One minute with Jeff Greason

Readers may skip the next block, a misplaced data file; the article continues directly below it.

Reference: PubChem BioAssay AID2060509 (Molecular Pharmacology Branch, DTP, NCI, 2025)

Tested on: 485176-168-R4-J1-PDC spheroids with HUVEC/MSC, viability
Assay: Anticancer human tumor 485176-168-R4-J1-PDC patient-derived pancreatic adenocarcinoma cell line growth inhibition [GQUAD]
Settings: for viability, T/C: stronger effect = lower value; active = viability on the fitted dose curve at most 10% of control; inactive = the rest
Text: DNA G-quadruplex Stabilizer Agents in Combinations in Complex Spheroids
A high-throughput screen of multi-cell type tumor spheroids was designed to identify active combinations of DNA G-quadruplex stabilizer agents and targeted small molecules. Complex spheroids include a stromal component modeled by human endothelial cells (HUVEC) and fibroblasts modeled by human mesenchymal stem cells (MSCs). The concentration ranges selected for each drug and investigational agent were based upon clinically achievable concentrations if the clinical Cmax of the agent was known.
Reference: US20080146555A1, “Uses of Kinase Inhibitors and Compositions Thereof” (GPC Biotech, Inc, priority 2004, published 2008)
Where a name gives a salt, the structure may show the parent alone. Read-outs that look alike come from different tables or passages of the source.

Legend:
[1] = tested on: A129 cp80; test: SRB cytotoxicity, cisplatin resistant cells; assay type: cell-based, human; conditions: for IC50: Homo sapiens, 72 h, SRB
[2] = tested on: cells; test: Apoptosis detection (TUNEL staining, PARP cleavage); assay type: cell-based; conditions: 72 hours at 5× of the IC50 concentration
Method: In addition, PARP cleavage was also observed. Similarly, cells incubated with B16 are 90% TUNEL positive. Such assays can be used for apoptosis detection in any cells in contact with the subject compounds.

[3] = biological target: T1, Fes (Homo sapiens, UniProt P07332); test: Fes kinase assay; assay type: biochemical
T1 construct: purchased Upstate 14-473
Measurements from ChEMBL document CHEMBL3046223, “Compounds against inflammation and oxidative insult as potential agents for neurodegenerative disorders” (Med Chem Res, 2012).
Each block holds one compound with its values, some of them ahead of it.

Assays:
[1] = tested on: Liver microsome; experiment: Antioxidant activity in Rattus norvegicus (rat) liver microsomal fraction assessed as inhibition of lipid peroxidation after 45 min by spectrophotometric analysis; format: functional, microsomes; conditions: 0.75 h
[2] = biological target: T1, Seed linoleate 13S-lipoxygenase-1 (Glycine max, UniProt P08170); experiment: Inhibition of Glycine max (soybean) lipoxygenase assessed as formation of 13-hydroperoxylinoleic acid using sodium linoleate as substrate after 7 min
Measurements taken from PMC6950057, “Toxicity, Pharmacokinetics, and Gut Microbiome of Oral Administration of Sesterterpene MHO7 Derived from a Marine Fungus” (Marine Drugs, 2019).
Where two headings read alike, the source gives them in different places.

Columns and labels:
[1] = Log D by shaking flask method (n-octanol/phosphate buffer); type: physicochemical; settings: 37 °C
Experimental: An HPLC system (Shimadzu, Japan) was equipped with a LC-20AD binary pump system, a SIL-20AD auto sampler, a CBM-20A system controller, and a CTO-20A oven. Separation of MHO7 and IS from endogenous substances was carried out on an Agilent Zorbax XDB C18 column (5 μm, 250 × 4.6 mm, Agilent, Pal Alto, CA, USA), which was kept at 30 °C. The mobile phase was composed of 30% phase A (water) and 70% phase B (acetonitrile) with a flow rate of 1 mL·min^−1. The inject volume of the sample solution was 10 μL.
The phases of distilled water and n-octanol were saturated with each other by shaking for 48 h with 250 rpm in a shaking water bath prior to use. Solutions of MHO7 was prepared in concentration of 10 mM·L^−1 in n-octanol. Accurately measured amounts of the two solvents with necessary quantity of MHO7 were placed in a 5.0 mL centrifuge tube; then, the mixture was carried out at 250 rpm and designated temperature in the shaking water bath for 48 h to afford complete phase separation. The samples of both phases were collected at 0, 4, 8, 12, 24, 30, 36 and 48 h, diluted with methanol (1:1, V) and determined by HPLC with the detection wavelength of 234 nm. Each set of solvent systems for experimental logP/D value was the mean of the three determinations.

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24 October 2009 | NewScientist | 27Comment on these stories at www.NewScientist.com/opinionWhat can NASA do to improve?NASA should have a technology road map: it doesnt have a plan saying, These are the capabilities we have today, these are the capabilities we want tomorrow, and how are we going to get there from here?Which cutting-edge technologies should NASA develop first?The very first element would be a technology for the handling and storage of propellant in space . If we had such a gas station it would significantly change the game in terms of what you could do: it would let you launch a much more capable, bigger mission with the same-size launchers. If you use chemical rockets, you want to be able to manufacture that propellant at your destination . That saves a huge chunk of initial mass because you dont have to take the propellant with you to get you back to Earth. Then theres a whole bunch of ideas for advanced space propulsion. An ion engine called VASIMR is a perfect example.What surprised you most in your work with the White Houses Augustine Committee?We hoped to find a way for NASA to do great and wonderful things within their current budget but we really didnt. And it wasnt for lack of trying. Over the long term, if youre not going to make the budget go up, and you want to do something great, you have to lower the fixed costs.What can NASA do to cut costs?There was one option which involved relying on expendable launch vehicles the Delta IV and Atlas V rockets the cost of which would be shared with the Department of Defense. That does have the potential to change the fixed costs of the human space flight programme.Is NASA still capable of inspiring achievements like the Apollo moon landings ? Its easy to say, and Ive said it myself, that we just dont have the NASA we used to have, so we cant do the things we used to do. But whatever is One minute with...Jeff Greason wrong or right with NASA, the quality of the people isnt a problem. NASA has really good, motivated people. One contributing factor could be that were not asking them to do the right job. But the bigger question is, do we really want to spend whatever it takes, hundreds of billions of dollars, all so we can race to plant a flag for reasons of national pride?But you dont think we should discontinue human space exploration?I think one of the most important findings that we made on the Augustine committee is that there is an underlying reason why we should be doing human space exploration, which is that we ought to extend permanent human civilisation beyond this planet, and that is an incredibly important human endeavour. Stephen Hawking calls for moon and Mars colonies. To my mind, I cant see why we wouldnt do it. Its the only way to create a future in which humans can live somewhere other than Earth. Robots will help, but you dont learn how to live in places by just sending robots. Interview by David ShigaOne of the leading lights of the private space industry argues that NASA must keep investing in human space explorationGABRIEL BOUYS/AFP/GETTYPROFILEJeff Greason is CEO of XCOR Aerospace and sits on the USs Augustine Committee, which reviews NASAs plans for human space flight. He spoke at a recent Space Investment Summit in Bostongrown more slowly than that of most non-dependent crops. However, contrary to what we would expect if pollinators were in decline, the average yield of pollinator-dependent crops has increased steadily during recent decades, as have those of non-dependent crops, with no sign of slowing.Overall, we must conclude that claims of a global crisis in agricultural pollination are untrue. Pollination problems may be looming, though. Total global agricultural production has kept pace with the doubling of the human population during the past five decades, but the small proportion of this that depends on pollinators has quadrupled during the same period. This includes luxury foods such as raspberries, cherries, mangoes and cashew nuts. The increased production of these crops has been achieved, in part, by a 25 per cent increase in cultivated area in response to increased demand for them.This expansion may be straining global pollination capacity, for two reasons. Demand for pollination services has grown faster than the stock of domestic honeybees, and the associated land clearance has destroyed much of the natural habitat of wild pollinators.The accelerating increase of pollinator-dependent crops therefore has the potential to trigger future problems both for these crops and wild plants. These problems may grow as decreasing yields of raspberries, cherries and the rest prompt higher prices, stimulating yet more expansion of cultivation. So although the current pollination crisis is largely mythical, we may soon have a real one on our hands. Marcelo Aizen is a researcher at the National Scientific and Technical Research Council of Argentina. Lawrence Harder is a professor of pollination ecology at the University of Calgary in Alberta, Canada

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